Hindutva outfit forces Kerala temple to change colour to yellow from green

Hindu Aikya Vedi also took offence at the composition of the festival committee, which has representatives from the Muslim community.

ByK A Shaji

Published Mar 21, 2023 | 1:52 PMUpdated Mar 21, 2023 | 1:52 PM

Hindutva outfit forces Kerala temple to change colour to yellow from green

Kerala is known for its greenery, a colour that makes the Sangh Parivar see red.

For the Parivar, green is apparently associated with Islam, something Hindu institutions should shun — like the domes elsewhere in the country.

An intense Sangh Parivar campaign has now forced a Hindu temple in Muslim majority Malappuram district to change colours.

The governing body of the popular Sree Thirumandhamkunnu Bhagavathi Temple at Angadipuram near Perinthalmanna has decided to give its office complex and vazhipadu (offering) counter a fresh coat of yellow paint — the colour of sandalwood paste.

The office and the counter were sporting a green colour, painted afresh ahead of the temple’s pooram festival, scheduled to begin on 28 March.

Thirumandhamkunnu, the foremost among temples dedicated to Goddess Bhadrakali (the presiding deity, however, is Lord Shiva), stands on a serene hillock.

The erstwhile Valluvanad dynasty of feudal kings who ruled central Kerala constructed the temple centuries ago.

The temple is now under the administration of the CPI(M)-controlled Malabar Devaswom Board (MDB), with party leader MR Murali as its president.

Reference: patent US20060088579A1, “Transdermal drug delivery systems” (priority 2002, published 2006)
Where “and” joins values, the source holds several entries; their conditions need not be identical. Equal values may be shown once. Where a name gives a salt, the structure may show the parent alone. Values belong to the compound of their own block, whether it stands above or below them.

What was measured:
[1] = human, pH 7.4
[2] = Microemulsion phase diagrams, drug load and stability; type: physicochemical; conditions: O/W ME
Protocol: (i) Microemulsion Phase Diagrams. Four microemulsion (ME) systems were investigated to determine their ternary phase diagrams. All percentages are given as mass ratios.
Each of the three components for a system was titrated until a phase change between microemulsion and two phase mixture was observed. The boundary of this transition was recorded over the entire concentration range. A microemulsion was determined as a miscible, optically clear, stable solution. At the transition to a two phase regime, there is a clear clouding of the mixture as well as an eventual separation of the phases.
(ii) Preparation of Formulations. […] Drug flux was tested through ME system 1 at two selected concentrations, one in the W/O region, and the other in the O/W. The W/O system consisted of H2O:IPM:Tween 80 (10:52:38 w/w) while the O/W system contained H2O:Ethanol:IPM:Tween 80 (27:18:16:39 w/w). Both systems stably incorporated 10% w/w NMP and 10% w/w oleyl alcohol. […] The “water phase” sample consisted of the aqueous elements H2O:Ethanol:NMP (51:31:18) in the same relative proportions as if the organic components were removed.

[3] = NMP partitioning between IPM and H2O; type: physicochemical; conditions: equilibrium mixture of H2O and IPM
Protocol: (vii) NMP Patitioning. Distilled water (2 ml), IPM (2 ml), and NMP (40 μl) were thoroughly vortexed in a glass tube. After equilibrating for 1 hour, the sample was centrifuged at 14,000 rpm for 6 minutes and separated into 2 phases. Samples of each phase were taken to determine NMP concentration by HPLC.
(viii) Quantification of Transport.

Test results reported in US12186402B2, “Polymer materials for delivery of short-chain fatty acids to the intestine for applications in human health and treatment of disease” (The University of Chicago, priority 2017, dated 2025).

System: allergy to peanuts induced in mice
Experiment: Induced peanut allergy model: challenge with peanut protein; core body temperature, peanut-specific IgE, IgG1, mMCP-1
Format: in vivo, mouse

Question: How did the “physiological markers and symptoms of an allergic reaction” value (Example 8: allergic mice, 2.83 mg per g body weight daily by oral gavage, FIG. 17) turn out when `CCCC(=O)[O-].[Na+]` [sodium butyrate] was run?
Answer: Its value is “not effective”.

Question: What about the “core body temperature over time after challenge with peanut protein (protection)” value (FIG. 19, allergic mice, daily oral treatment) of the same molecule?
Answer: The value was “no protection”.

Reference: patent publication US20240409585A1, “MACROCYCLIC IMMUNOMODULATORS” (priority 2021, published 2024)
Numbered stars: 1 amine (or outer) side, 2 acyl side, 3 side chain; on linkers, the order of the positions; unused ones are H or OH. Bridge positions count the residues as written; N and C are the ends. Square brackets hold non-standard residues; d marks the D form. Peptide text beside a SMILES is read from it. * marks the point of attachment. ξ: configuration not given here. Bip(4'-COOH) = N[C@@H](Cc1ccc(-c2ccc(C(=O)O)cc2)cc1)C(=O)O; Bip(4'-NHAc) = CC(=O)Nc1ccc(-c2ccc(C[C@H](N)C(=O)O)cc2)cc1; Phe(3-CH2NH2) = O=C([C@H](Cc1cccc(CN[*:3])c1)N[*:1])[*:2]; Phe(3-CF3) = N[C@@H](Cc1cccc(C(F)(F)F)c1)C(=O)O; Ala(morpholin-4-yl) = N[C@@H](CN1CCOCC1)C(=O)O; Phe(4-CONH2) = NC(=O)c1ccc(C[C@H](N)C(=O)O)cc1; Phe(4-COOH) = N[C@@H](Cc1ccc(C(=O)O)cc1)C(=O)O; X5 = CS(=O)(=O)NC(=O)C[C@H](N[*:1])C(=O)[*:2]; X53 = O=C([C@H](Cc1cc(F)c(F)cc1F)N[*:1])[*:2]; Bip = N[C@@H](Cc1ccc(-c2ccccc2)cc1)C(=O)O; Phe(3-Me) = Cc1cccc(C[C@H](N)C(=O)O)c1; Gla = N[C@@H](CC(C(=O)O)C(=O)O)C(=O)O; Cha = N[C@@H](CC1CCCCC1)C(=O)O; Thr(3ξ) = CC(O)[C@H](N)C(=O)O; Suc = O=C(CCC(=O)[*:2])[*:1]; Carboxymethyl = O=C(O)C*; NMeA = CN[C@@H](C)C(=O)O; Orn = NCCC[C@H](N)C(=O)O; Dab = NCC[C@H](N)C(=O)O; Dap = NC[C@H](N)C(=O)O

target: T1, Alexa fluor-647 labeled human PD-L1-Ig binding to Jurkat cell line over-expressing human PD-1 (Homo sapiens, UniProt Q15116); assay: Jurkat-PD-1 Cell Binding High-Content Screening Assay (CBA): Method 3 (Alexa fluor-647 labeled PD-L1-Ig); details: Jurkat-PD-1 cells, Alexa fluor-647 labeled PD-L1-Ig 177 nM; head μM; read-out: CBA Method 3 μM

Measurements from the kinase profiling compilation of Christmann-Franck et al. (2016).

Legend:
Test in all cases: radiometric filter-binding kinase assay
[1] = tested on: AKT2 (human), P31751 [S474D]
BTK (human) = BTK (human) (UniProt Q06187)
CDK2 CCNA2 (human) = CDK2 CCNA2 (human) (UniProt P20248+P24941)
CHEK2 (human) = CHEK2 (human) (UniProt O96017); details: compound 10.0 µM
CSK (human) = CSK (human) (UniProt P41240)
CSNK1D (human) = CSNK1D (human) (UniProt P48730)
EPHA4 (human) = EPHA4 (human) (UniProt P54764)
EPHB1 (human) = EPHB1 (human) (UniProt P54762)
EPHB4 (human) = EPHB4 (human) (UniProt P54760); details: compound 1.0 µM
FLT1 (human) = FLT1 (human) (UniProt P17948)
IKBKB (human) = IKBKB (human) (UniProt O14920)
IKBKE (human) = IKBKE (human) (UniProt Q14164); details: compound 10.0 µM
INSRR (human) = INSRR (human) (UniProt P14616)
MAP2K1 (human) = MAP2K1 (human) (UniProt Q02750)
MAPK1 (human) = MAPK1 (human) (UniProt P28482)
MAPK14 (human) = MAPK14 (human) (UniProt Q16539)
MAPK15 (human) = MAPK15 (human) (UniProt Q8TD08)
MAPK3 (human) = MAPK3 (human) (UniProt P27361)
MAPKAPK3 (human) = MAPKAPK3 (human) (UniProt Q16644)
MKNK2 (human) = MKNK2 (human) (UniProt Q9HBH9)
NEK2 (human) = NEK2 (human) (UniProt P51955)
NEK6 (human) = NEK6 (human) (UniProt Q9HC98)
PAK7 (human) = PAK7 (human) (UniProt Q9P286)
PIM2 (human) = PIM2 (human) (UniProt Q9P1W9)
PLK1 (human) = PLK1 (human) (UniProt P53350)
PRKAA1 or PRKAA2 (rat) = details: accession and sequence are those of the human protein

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Sparking a row

The colour of the complex became a controversy on Sunday, 19 March, when Sasikala KP, president of the Kerala-based Sangh Parivar umbrella organisation, Hindu Aikya Vedi, shared its pictures on Facebook.

temple office

The Hindu Aikya Vedi leader took offence to the green paint and demanded it be repainted. (Sourced)

She alleged that the MDB had disfigured the temple complex by painting it green.

She also urged believers to join hands to correct the wrong committed by the “Marxist administrators” of the temple.

In another post, Sasikala declared that she had already reached Thirumandhamkunnu and submitted a memorandum to the temple administrative officer, demanding the repainting of the walls.

The former teacher, known for delivering incendiary speeches, also warned through Facebook that she would lead Hindu believers in repainting the walls if the temple managing committee failed to rectify its mistake.

“I don’t know how to paint a wall. But I would lead expert painters,” she said.

Also read: A temple ritual started by a Muslim munsiff divides the legal fraternity

Malabar Devaswom Board changes colour

On Monday, the MDB heeded the demand and painted the walls with sandalwood colour.

Thirumandhamkunnu temple

Thirumandhamkunnu Temple at Perinthalmanna in Malappuram. (Supplied)

BJP’s Malayalam mouthpiece Janmabhoomi and television channel Janam TV ran reports, accusing the CPI(M) representatives in the MDB of willfully painting the walls green to upset the devotees.